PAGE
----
I find economics to be pretty dry stuff. With so many variables, predicting the outcome of a certain action is a bit like forecasting the weather, with about the same rate of accuracy as near as I can see. There’s not much we can do to affect the weather (global warming aside). But when it comes to economics, everything we do affects it. That’s the collective we, including large aggregations of us, like governments and corporations, which affect the economy in their own hulking way. And considering how bad we are at prognosticating both weather and the economy, I wonder at the wisdom of economists trying to manipulate the beast.
Consider the Law of Unintended Consequences. It is one of the core concepts of economics, famously illustrated by Adam Simth’s “Invisible Hand.” In essence, each individual, seeking just his own best interest, “is led by an invisible hand to promote an end which was no part of his intention,” that end being the public interest. “It is not from the benevolence of the butcher, or the baker, that we expect our dinner,” Smith wrote, “but from regard to their own self interest.” Our Capitalistic system thrives on the notion that if we just leave it alone, the Market will run itself. There will be a nice, healthy balance between businesses competing to build the best widget for the best price, and consumers choosing the winner. A kind of economic Darwinism.
And Darwinism is a pretty good metaphor for the way it works. The greater good is not generally on anybody’s mind; it’s what will benefit them and their family. And if that includes something that will prove disastrous to the majority, well, too bad. Me and mine are entitled to our survival/profits. And to be fair, those who make selfish choices for their own benefit aren’t doing so maliciously. Any suffering those choices might cause are Unintended Consequences. An infectious disease doesn’t mean anything personal; it’s just following the successful strategy that worked so well in the past to propagate itself.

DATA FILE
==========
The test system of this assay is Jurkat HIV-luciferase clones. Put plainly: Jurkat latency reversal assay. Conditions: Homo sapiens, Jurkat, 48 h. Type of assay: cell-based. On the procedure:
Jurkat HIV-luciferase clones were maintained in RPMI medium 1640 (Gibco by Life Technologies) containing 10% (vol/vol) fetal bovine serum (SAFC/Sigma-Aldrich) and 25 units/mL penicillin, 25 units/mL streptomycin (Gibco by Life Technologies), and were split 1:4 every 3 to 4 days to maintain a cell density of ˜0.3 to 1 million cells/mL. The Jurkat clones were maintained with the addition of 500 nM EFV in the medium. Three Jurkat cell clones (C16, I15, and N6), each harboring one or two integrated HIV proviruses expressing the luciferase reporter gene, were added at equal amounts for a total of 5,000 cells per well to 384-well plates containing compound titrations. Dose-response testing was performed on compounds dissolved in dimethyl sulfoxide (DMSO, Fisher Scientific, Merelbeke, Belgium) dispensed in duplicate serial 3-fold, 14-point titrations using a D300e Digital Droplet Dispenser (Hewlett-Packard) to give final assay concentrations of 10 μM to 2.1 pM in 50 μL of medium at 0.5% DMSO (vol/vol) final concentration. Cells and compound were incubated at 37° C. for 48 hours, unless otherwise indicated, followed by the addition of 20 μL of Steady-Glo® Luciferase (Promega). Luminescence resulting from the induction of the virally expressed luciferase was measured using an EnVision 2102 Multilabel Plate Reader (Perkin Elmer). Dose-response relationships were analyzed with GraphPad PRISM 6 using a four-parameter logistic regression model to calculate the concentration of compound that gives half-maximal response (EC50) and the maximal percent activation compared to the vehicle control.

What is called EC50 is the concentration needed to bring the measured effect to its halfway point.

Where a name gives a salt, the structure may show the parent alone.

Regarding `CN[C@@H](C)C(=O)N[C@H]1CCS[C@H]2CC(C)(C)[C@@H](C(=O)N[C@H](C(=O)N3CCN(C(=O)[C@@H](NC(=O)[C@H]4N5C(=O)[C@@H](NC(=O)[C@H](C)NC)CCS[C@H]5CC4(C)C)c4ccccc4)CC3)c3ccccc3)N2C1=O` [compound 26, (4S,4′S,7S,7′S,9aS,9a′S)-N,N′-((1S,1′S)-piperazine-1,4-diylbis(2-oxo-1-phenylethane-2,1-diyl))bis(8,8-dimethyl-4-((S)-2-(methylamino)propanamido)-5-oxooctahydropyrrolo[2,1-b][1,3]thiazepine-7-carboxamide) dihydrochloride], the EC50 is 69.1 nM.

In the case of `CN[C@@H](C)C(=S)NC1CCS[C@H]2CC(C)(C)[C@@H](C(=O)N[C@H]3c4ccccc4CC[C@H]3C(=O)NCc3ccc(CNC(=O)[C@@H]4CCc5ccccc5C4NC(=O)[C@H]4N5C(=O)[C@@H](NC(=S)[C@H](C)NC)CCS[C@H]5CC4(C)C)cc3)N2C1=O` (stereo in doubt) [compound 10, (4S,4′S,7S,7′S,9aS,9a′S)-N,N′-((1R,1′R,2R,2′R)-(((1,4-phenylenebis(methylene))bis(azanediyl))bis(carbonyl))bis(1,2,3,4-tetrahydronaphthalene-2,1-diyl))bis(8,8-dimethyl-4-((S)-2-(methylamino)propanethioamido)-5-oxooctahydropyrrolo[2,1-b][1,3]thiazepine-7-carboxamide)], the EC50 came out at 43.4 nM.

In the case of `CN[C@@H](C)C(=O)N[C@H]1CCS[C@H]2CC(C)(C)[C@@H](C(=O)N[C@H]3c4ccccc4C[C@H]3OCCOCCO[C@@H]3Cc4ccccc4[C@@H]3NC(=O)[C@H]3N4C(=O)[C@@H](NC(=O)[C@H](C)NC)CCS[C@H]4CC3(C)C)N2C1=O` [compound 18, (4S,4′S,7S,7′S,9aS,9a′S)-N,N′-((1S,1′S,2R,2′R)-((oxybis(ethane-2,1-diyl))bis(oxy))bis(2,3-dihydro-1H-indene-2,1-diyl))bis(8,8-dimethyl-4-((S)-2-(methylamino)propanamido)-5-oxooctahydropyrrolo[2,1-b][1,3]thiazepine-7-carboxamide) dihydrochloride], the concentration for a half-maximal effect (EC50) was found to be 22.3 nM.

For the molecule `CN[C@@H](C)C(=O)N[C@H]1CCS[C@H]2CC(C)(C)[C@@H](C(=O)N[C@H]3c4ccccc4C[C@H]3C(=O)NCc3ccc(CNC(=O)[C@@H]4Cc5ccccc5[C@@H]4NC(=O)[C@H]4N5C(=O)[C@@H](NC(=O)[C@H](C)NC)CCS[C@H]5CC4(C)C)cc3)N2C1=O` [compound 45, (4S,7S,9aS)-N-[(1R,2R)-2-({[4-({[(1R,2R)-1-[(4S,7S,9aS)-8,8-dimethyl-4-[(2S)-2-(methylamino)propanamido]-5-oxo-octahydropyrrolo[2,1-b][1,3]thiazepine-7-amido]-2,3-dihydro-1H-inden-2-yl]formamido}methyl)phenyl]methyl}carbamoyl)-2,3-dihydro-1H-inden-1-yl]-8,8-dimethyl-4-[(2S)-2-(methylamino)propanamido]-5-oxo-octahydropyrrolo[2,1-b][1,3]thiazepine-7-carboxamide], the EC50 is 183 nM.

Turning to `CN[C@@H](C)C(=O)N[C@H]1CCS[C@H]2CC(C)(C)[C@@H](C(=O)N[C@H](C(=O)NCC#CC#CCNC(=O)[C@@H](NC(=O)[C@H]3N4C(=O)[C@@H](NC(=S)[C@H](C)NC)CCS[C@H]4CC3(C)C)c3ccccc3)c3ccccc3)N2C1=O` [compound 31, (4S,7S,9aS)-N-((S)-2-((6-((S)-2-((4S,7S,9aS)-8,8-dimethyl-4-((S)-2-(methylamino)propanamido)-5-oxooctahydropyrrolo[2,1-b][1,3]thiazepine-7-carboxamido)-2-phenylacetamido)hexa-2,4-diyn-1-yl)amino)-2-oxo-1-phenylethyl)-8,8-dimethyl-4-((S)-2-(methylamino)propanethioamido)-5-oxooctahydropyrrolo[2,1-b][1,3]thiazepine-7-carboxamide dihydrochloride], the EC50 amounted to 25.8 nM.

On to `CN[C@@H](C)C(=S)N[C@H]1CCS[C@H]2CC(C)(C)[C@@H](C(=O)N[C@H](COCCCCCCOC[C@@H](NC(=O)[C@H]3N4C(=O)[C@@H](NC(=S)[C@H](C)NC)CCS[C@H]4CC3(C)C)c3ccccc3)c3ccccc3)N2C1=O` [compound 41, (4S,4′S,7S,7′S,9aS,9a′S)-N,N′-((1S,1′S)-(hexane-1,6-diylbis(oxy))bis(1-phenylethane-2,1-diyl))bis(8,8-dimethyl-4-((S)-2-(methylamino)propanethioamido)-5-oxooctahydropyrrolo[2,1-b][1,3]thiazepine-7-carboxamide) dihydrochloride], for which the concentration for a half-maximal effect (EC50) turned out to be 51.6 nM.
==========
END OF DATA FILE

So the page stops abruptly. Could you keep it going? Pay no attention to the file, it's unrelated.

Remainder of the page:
So we create laws and social programs to try to counteract the most egregious of the Market’s Unintended Consequences. Rather like using antibiotics to counteract the worst of what Natural Selection in the germ world has thrown at us. Unfortunately, the Law of Unintended Consequences rears its head again. Our laws and social programs affect the economy in ways we didn’t anticipate, not to mention provoking the perpetrators of the problems we are trying to solve into discovering more devious ways to accomplish their ends. Rather like our use of antibiotics provoking the germs we are battling to evolve greater immunity.
The Law of Unintended Consequences governs each of us as we go through our lives making choices. We decide to move, to change jobs, to marry, based on the benefits we anticipate will come out of it. But then we discover all those unanticipated effects of our choices. The dog we adopt thinking how wonderful it will be for the kids to grow up with a companion, like in all those stories, proves resistant to housebreaking, howls in the night, and chews up shoes. It’s another logistic to have to deal with every time we want to go on vacation. The vet bills are more than anticipated and the food bill is tremendous for that loveable mutt who seemed so much like Clifford or Mudge.
Marriage is not the endless walk on the beach we thought it would be; the new boss is even more of a demanding tyrant than the old one; the new computer comes with megabytes of frustration. We would probably never do anything if we really knew what we were in for.
But then, what poor lives we would live.
It would be foolish to abandon our economic system because it malfunctions appallingly from time to time, or give up the idea of laws and social programs because they sometimes yield less than stellar results. I doubt anyone would give me an argument to stop using antibiotics altogether because of the super bugs they’ve bred. We just keep tweaking and tinkering based on what we learn, dealing with the side effects as they arise. Sometimes the Unintended Consequences, like Adam Smith’s invisible hand, are good. That blasted dog who needs to be walked every day is getting you the exercise your doctor recommended.